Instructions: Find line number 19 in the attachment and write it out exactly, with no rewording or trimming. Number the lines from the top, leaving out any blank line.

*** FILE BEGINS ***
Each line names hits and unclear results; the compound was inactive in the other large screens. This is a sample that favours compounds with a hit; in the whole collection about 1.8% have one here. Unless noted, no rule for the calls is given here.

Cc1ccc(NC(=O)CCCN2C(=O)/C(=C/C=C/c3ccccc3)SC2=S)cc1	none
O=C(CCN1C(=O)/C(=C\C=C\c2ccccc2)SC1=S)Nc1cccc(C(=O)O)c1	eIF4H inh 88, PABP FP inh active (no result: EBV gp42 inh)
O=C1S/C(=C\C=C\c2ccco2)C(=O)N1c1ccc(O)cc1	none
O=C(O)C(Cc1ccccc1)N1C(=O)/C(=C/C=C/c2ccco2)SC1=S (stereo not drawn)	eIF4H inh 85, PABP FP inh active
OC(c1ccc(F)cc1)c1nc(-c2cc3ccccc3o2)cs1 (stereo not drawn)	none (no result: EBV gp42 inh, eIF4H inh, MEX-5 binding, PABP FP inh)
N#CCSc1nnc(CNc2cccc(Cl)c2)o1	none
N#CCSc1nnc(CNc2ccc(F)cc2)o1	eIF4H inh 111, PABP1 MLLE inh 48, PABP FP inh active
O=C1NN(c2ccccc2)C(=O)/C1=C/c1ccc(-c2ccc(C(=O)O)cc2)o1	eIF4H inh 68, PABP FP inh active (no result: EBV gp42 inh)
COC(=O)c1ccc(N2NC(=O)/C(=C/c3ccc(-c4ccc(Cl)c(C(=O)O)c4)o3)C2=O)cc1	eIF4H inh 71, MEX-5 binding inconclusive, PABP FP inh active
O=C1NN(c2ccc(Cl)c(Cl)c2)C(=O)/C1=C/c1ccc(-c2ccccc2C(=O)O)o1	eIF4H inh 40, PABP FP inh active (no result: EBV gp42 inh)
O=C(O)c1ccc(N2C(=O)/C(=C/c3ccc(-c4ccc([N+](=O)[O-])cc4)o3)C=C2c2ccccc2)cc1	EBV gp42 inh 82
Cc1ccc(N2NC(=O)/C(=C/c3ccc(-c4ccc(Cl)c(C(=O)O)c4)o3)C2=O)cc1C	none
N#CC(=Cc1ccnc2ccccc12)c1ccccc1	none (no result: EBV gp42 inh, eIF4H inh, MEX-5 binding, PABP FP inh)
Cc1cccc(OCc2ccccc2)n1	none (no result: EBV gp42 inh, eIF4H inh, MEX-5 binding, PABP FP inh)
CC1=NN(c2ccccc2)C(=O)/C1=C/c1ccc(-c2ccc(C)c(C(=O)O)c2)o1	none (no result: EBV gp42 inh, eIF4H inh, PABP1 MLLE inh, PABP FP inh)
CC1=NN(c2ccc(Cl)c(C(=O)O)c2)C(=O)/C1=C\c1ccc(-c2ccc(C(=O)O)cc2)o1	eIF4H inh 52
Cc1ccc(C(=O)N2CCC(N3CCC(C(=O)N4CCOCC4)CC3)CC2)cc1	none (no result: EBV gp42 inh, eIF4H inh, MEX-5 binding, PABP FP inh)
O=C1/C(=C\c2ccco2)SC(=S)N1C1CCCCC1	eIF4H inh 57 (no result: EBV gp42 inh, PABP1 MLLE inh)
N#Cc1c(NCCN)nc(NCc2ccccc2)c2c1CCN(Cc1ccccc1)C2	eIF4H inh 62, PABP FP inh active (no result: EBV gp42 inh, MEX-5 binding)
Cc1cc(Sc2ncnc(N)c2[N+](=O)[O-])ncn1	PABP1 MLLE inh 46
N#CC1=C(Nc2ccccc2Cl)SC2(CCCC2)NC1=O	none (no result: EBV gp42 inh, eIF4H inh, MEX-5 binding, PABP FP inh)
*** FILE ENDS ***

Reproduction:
O=C1/C(=C\c2ccco2)SC(=S)N1C1CCCCC1	eIF4H inh 57 (no result: EBV gp42 inh, PABP1 MLLE inh)